CEWIL Research Matters: May 2017

Article #1: A meta-analysis of the effect of industry engagement on student learning in undergraduate programs (2017)

Author 

Burns, C., & Chopra, S

Journal 

Journal of Technology, Management, and Applied Engineering, 33(1), 1-20

Source 

Agricultural and Biosystems Engineering Publications (PDF)

Purpose

To review the influence of industry engagement in producing positive outcomes for students.

Methodology

A systematic review and meta-analyses were conducted.

Key findings

Industry engagement is an important part of student learning as a result of the experience and knowledge gained through each interaction with the industry. Results also revealed that industry engagement results in positive outcomes for students and the industry partners themselves.

 

Practitioner's thoughts by

Patricia Duong (Chemical Engineering 2019 and VP Academic, EngSoc, University of Waterloo)

What insights did you gain from reading this article that were useful to you?

As a student at Waterloo, I’m glad to be able to say that I have experienced each of the types of experiential learning the authors specified in their paper. That being said, the paper brings up a good point that experiential learning should continually improve as an experience and incorporate participant feedback to make experiences even more relevant and engaging.

Are these findings relevant for other stakeholders (e.g. students, employers, faculty)?

Both teachers and student groups should be more aware of the different ways industry engagement can be incorporated on campus. While students in the co-op program benefit from direct industry immersion/experience, there should be more efforts to bridge the experiences between learning in the classroom/on-campus and learning on co-op through industry tours, guest speakers, case studies and projects. A seminar through the Centre for Teaching Excellence (CTE) on non-co-op industry engagement may be valuable to professors/lecturers as is encouraging program/faculty-based student groups to strengthen industry ties if they haven’t already.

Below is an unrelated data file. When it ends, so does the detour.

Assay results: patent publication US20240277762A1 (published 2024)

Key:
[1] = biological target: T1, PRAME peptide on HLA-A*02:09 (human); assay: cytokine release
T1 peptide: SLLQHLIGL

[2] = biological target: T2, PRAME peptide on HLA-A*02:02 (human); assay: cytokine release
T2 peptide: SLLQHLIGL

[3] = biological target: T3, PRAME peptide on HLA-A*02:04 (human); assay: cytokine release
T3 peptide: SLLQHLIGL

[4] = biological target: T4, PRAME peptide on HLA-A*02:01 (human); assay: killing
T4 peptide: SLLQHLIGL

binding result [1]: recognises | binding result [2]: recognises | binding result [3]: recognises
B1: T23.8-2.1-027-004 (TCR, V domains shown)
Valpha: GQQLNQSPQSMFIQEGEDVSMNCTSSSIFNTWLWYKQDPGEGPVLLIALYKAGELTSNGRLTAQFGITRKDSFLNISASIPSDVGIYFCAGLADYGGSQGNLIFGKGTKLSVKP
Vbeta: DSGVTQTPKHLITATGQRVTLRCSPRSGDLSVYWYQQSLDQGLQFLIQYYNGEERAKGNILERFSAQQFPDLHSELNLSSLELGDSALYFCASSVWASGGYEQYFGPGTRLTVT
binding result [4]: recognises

Article #2: Depicting the possible self: Work-integrated learning students’ narratives on learning to become a professional (2016)

Author

Bowen, T

Journal

Asia-Pacific Journal of Cooperative Education, 17(4), 399-411

Source

Work-Integrated Learning Research Portal

Purpose

To examine how internship students think they learn about becoming a professional and how they develop a professional self.

Methodology

Twelve Canadian and five Swedish internship students completed an interview in which a rich picture technique was used to have students draw what professionalism meant to them.

Key findings

Participants from both countries highlighted the importance of self-regulation and self-censorship in terms of behaving like a professional. Participants reported that the process of learning to be a professional was an ongoing process that involved learning from a variety of interpersonal sources.

 

Practitioner’s thoughts by

Erin Smith (Associate Director, Program Improvement, Waterloo Professional Development Program, University of Waterloo)

What insights did you gain from reading this article that were useful to you?

This paper was a good reminder of what it’s like to be starting your career and the “struggle” many experience with separating their work persona from their non-work persona. Since the student experience is a focus of my role, it’s always helpful to improve my understanding of their experience and this paper sheds some light on how students are navigating the transition to becoming a professional. This improved understanding may help me better connect with students by honouring their experience as described in this paper. I was intrigued by the visioning activity that students completed and the potential benefits of having students actively think about who they want to be in the future and whether this activity impacts the transition into their “hoped-for-possible-professional self.” I’d also be interested in how their “hoped-for-possible-professional self” compares to their perception of their present student self.